This is part two of our little intro to Symbolic Logic. We’re going to expand our repertoire of rules we can employ in our proofs. These rules are all about putting logic statements into an alternative form. A lot of these rules will be familiar as they’re used in mathematics. One of the differences between these rules and the basic 8 is that these are reversible, hence the :: symbol to denote a two-way operation. The format of this post is going to be similar to the last one; the rules will be listed first, then some simple examples and then a couple of practice problems on the following pages.

1. Double Negation (D.N)

p :: ~~p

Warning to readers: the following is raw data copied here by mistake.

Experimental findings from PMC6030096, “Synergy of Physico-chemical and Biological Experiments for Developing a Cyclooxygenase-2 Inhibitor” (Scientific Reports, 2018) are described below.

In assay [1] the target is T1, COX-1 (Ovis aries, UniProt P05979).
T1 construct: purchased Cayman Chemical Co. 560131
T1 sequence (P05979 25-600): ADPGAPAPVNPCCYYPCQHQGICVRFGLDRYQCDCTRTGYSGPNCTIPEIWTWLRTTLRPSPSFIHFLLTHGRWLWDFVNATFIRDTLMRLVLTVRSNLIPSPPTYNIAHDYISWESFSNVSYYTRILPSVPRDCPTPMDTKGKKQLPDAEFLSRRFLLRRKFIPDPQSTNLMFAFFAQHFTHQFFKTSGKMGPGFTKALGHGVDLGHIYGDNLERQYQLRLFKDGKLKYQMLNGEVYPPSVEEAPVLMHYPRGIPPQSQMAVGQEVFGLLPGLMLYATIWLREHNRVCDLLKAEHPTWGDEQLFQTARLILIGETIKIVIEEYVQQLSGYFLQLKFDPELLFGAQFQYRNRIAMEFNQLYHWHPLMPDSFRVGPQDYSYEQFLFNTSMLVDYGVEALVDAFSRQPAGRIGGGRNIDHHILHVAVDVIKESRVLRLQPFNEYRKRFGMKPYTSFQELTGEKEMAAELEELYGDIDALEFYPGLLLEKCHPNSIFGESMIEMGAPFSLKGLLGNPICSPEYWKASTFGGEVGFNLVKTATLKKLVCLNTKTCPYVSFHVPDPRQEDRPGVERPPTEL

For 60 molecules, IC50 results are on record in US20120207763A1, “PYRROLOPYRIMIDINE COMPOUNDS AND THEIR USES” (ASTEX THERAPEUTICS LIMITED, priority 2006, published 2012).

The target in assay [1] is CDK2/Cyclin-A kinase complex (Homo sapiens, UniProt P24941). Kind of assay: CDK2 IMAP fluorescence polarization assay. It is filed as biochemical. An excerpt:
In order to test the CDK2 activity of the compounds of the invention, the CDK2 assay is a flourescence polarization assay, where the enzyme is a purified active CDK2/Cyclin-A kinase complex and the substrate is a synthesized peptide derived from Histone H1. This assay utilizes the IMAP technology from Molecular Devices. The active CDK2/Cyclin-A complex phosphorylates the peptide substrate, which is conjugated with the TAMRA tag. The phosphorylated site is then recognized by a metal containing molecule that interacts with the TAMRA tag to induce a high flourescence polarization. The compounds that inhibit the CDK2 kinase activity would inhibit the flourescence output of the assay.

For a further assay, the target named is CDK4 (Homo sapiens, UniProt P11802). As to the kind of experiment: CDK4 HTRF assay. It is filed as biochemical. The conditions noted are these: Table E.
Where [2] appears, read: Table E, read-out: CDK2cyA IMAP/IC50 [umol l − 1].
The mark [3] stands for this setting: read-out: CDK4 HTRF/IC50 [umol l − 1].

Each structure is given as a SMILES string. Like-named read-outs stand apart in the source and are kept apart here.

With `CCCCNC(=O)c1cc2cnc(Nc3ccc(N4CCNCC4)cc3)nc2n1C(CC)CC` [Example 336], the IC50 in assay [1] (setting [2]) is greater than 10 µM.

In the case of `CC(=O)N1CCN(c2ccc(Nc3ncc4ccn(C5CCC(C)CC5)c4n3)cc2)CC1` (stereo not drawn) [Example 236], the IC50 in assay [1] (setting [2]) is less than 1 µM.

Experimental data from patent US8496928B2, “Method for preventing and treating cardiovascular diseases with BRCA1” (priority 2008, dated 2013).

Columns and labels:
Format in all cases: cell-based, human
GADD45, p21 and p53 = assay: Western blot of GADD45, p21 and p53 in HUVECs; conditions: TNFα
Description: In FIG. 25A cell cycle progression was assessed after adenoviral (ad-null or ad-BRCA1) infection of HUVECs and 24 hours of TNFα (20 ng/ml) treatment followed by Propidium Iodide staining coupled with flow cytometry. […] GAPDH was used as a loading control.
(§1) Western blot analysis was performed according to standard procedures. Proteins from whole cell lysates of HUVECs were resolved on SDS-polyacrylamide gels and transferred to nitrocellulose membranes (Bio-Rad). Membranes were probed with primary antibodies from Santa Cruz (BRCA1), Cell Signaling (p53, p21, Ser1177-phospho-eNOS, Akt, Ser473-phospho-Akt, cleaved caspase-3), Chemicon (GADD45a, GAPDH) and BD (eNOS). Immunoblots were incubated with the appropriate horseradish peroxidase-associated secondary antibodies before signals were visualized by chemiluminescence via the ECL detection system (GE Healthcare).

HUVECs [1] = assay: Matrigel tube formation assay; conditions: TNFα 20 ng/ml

2. Commutation (Comm.)

p V q :: q V p

p • q :: q • p

3. Association (Assoc.)

[(p V (q V r)] :: [(p V q) V r)]

*applies to AND operators the same way*

4. Duplication (Dup.)

p :: p V p

5. DeMorgan’s Law (DeM.)

~(p V q) :: ~p • ~q

This law describes how a negation gets distributed into a parenthesised statement. It negates the two variables and switches the operator from an AND to an OR or vice versa. It only works on AND and OR operators though so if you have a (BI)CONDITIONAL operator inside the parenthesis, you’ll need to use one of the later replacement rules to make them into one.

6. Biconditional Exchange (B.E.)

(p ≡ q) :: [(p ⊃ q) • (q ⊃ p)]

7. Contraposition (Contra.)

(p ⊃ q) :: (~q ⊃ ~p)

8. Conditional Exchange (C.E.)

p ⊃ q :: (~p V q)

9. Exportation (Exp.)

[(p • q) ⊃ r] :: [(p ⊃ (q ⊃ r)]

10. Distribution (Dist.)

[p • (q V r)] :: (p • q) V (p • r)

[p V (q • r)] :: (p V q) • (p V r)


Alright y’all, on to the practice problems.

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